DennisBeaverNovember 20, 2010 (Original publish date) • By Dennis Beaver

Last week we told you about Hanford veterinarian Dr. Lee Fausett and the flat tire he experienced with a car rented from Alamo at the Salt Lake city airport this past July. After accepting the Roadside Plus coverage at $5 a day – which included flat tire repair and replacement costs – he was billed for a flat encountered within minutes of driving off of Alamo’s lot.

The rental car had been driven 400 miles, yet PurCo, Alamo’s collection agency, wanted $135 to replace the tire, a day’s lost rental value and an administrative fee, or Dr. Fausett would face suit and damaged credit. A collector stated Alamo had dropped the Roadside Plus benefit “months earlier,” but sent Dr. Fausett rental contract forms which actually showed the coverage.

We phoned the CEO of Alamo/Enterprise, and in a matter of days, its lawyers looked into the situation, spoke to our reader and concluded he was indeed under the impression that flat tires were included with Roadside Plus. They dropped all further collection actions against him. That’s what I call doing the right thing.

I’m covered, right?

Regardless of why you’ve rented a car, if something happens to it – an auto accident, or it’s parked and someone plows into it – the rental company expects to be paid for repairs and, possibly, lost revenue for the vehicle being out of service. But who pays?

What about a tire that just goes flat – just like our Hanford reader – and has nothing to do with an auto accident, or driving the car over a curb accidentally?

If you are thinking, “I’m covered by my own auto insurance, and besides, my credit card has rental coverage, so I shouldn’t be out a cent,” sorry for the cold water we need to splash on you.

It is possible, even likely, to have all of that and still be out of pocket unless some very careful precautions are taken. So, let’s take a look at what each of these common sources of insurance coverage actually do provide for rentals in the U.S.

Credit cards aren’t all alike

Unless you have checked with your credit card company, never think all damages or your liability to others in a rental car are covered merely by booking the rental and paying for it with the card. While there are no doubt other very good cards, American Express has excellent basic coverage included with some of its cards, as well as reasonably priced premium rental coverage, which is an incredible bargain in terms of what it offers, in our opinion.

We were told by one of their claims agents that American Express will cover a flat tire, whether it is related to an auto accident or not. Basic Mastercard will only cover a flat or damaged tire as a result of an actual collision, one of their claims representatives stressed. That isn’t a small difference and should stand as a red flag about other Mastercard limitations. They aren’t alone.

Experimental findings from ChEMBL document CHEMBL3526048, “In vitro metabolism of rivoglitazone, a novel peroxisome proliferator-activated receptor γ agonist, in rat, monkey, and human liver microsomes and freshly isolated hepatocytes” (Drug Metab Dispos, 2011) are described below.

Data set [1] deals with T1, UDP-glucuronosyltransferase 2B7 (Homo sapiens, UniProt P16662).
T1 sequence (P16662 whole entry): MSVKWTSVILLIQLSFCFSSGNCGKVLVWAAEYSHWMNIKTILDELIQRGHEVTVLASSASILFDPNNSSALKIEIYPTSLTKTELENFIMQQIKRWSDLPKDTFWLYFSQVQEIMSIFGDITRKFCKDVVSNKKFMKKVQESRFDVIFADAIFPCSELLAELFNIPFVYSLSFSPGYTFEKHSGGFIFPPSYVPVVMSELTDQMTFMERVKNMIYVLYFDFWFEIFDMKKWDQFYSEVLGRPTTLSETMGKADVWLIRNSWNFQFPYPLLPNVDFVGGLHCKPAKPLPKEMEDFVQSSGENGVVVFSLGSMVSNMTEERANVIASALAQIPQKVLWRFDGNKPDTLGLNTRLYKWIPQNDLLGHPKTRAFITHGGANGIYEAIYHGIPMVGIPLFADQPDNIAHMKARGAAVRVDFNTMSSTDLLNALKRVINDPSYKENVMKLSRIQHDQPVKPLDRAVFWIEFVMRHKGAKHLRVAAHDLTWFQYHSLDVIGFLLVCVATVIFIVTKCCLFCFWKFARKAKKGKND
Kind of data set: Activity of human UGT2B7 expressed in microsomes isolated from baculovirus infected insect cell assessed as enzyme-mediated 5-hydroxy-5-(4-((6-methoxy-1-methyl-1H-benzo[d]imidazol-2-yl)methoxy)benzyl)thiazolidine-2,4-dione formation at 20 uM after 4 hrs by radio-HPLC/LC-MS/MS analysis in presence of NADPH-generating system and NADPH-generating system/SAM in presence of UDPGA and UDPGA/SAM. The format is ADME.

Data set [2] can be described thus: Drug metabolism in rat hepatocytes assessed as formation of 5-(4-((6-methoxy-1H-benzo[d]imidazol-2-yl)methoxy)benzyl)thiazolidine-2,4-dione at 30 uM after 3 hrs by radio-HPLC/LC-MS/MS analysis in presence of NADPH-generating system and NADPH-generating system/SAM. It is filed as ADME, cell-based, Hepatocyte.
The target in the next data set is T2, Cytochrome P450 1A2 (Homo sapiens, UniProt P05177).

Most card issuers require that the renter already have their own auto insurance, with comprehensive and collision coverage. Phone and have a rep explain rental insurance benefits and limitations. Are they acting as a primary or secondary insurer? When do they pay? Do you have to pay first? Politely insist upon a printout of rental benefits, and then read it.

Your own auto insurance

In general, most auto insurance policies will cover you driving a “substitute” vehicle, and that includes rental cars, for a limited period of time. Your deductible will also apply to the rental. But you are only going to have as much coverage when driving that nice, new $40,000 rental as you had on your own car.

So, let’s say you are insured by Farmers and need to rent a car, but all you have is public liability and property damage insurance, but no collision or comprehensive coverage on your 5-year-old car because you agent told you to save the money. That’s often a very bad idea, by the way, but makes agents look great as they appear to save their customers so much money.

Farmers will cover you as far as liability to others – if you are at fault – but will pay nothing for damage to the rental car, as you didn’t have that kind of coverage on your own vehicle.

Also, if you have a deductible on your car, it will carry right over to the rental, and you could be out of pocket that amount.

Rental company loss damage waiver

Finally, while it does add to the cost of a rental, buying the rental company’s own collision damage waiver can be the safest course to follow.

If today’s report has left you in doubt about what to do, then you get my point. There is no “one size fits all” answer.


Dennis Beaver practices law in Bakersfield and enjoys hearing from his readers. Contact Dennis Beaver.



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